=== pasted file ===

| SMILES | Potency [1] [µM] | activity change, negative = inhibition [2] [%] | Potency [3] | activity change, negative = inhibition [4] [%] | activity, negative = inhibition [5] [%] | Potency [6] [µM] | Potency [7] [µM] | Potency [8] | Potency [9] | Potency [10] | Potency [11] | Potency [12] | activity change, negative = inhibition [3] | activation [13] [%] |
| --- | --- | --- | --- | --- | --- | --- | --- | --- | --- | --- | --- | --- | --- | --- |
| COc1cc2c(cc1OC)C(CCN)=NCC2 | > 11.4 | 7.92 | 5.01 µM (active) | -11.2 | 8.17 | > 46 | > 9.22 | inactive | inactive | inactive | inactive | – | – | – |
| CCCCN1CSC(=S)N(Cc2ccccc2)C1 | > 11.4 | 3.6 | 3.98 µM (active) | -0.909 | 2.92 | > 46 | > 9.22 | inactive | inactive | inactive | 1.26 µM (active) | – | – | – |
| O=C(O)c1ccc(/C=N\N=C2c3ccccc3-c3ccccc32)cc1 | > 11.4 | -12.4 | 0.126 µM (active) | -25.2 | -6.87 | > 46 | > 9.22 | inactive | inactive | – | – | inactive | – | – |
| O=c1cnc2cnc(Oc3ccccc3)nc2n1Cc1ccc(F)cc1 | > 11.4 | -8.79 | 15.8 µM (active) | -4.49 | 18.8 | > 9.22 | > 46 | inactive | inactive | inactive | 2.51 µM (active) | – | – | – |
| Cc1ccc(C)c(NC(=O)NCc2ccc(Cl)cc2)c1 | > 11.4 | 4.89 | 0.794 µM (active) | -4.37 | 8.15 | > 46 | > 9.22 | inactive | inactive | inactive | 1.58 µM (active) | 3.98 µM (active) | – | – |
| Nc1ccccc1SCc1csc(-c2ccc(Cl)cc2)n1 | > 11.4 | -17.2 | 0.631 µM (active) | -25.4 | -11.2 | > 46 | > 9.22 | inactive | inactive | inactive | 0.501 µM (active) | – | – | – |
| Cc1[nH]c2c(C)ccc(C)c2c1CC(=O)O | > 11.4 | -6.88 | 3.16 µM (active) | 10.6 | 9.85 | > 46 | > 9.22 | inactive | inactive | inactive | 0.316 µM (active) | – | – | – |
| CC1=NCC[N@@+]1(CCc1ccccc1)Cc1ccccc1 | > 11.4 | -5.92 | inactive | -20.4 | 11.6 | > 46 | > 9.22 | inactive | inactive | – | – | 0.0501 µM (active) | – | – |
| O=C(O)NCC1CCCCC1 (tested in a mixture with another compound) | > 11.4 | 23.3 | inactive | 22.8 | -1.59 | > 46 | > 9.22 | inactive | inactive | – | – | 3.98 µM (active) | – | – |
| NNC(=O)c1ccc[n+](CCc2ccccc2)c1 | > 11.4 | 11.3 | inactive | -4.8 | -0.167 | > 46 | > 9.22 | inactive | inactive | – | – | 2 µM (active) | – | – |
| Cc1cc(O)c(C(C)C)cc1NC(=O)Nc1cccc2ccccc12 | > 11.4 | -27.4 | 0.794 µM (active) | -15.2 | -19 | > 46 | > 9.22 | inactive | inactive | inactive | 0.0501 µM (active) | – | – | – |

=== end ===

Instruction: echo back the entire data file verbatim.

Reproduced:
| SMILES | Potency [1] [µM] | activity change, negative = inhibition [2] [%] | Potency [3] | activity change, negative = inhibition [4] [%] | activity, negative = inhibition [5] [%] | Potency [6] [µM] | Potency [7] [µM] | Potency [8] | Potency [9] | Potency [10] | Potency [11] | Potency [12] | activity change, negative = inhibition [3] | activation [13] [%] |
| --- | --- | --- | --- | --- | --- | --- | --- | --- | --- | --- | --- | --- | --- | --- |
| COc1cc2c(cc1OC)C(CCN)=NCC2 | > 11.4 | 7.92 | 5.01 µM (active) | -11.2 | 8.17 | > 46 | > 9.22 | inactive | inactive | inactive | inactive | – | – | – |
| CCCCN1CSC(=S)N(Cc2ccccc2)C1 | > 11.4 | 3.6 | 3.98 µM (active) | -0.909 | 2.92 | > 46 | > 9.22 | inactive | inactive | inactive | 1.26 µM (active) | – | – | – |
| O=C(O)c1ccc(/C=N\N=C2c3ccccc3-c3ccccc32)cc1 | > 11.4 | -12.4 | 0.126 µM (active) | -25.2 | -6.87 | > 46 | > 9.22 | inactive | inactive | – | – | inactive | – | – |
| O=c1cnc2cnc(Oc3ccccc3)nc2n1Cc1ccc(F)cc1 | > 11.4 | -8.79 | 15.8 µM (active) | -4.49 | 18.8 | > 9.22 | > 46 | inactive | inactive | inactive | 2.51 µM (active) | – | – | – |
| Cc1ccc(C)c(NC(=O)NCc2ccc(Cl)cc2)c1 | > 11.4 | 4.89 | 0.794 µM (active) | -4.37 | 8.15 | > 46 | > 9.22 | inactive | inactive | inactive | 1.58 µM (active) | 3.98 µM (active) | – | – |
| Nc1ccccc1SCc1csc(-c2ccc(Cl)cc2)n1 | > 11.4 | -17.2 | 0.631 µM (active) | -25.4 | -11.2 | > 46 | > 9.22 | inactive | inactive | inactive | 0.501 µM (active) | – | – | – |
| Cc1[nH]c2c(C)ccc(C)c2c1CC(=O)O | > 11.4 | -6.88 | 3.16 µM (active) | 10.6 | 9.85 | > 46 | > 9.22 | inactive | inactive | inactive | 0.316 µM (active) | – | – | – |
| CC1=NCC[N@@+]1(CCc1ccccc1)Cc1ccccc1 | > 11.4 | -5.92 | inactive | -20.4 | 11.6 | > 46 | > 9.22 | inactive | inactive | – | – | 0.0501 µM (active) | – | – |
| O=C(O)NCC1CCCCC1 (tested in a mixture with another compound) | > 11.4 | 23.3 | inactive | 22.8 | -1.59 | > 46 | > 9.22 | inactive | inactive | – | – | 3.98 µM (active) | – | – |
| NNC(=O)c1ccc[n+](CCc2ccccc2)c1 | > 11.4 | 11.3 | inactive | -4.8 | -0.167 | > 46 | > 9.22 | inactive | inactive | – | – | 2 µM (active) | – | – |
| Cc1cc(O)c(C(C)C)cc1NC(=O)Nc1cccc2ccccc12 | > 11.4 | -27.4 | 0.794 µM (active) | -15.2 | -19 | > 46 | > 9.22 | inactive | inactive | inactive | 0.0501 µM (active) | – | – | – |